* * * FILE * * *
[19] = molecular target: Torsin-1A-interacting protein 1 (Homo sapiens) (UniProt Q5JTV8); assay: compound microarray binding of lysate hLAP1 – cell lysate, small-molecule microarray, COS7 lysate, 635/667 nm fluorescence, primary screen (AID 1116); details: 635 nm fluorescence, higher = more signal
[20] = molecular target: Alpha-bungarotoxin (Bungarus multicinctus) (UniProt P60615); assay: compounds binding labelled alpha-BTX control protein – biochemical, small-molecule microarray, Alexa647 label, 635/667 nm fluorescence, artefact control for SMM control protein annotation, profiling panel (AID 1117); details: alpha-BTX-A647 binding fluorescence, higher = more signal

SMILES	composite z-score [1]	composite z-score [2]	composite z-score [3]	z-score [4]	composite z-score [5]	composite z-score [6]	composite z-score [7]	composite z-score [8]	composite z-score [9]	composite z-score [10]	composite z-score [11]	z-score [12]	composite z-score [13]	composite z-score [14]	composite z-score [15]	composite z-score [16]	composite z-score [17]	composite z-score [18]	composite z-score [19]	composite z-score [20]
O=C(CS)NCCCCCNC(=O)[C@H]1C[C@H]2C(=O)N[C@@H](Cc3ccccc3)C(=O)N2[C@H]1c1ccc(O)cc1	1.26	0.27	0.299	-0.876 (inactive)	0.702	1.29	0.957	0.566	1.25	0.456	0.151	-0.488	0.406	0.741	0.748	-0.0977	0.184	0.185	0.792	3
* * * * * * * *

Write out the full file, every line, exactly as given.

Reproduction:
[19] = molecular target: Torsin-1A-interacting protein 1 (Homo sapiens) (UniProt Q5JTV8); assay: compound microarray binding of lysate hLAP1 – cell lysate, small-molecule microarray, COS7 lysate, 635/667 nm fluorescence, primary screen (AID 1116); details: 635 nm fluorescence, higher = more signal
[20] = molecular target: Alpha-bungarotoxin (Bungarus multicinctus) (UniProt P60615); assay: compounds binding labelled alpha-BTX control protein – biochemical, small-molecule microarray, Alexa647 label, 635/667 nm fluorescence, artefact control for SMM control protein annotation, profiling panel (AID 1117); details: alpha-BTX-A647 binding fluorescence, higher = more signal

SMILES	composite z-score [1]	composite z-score [2]	composite z-score [3]	z-score [4]	composite z-score [5]	composite z-score [6]	composite z-score [7]	composite z-score [8]	composite z-score [9]	composite z-score [10]	composite z-score [11]	z-score [12]	composite z-score [13]	composite z-score [14]	composite z-score [15]	composite z-score [16]	composite z-score [17]	composite z-score [18]	composite z-score [19]	composite z-score [20]
O=C(CS)NCCCCCNC(=O)[C@H]1C[C@H]2C(=O)N[C@@H](Cc3ccccc3)C(=O)N2[C@H]1c1ccc(O)cc1	1.26	0.27	0.299	-0.876 (inactive)	0.702	1.29	0.957	0.566	1.25	0.456	0.151	-0.488	0.406	0.741	0.748	-0.0977	0.184	0.185	0.792	3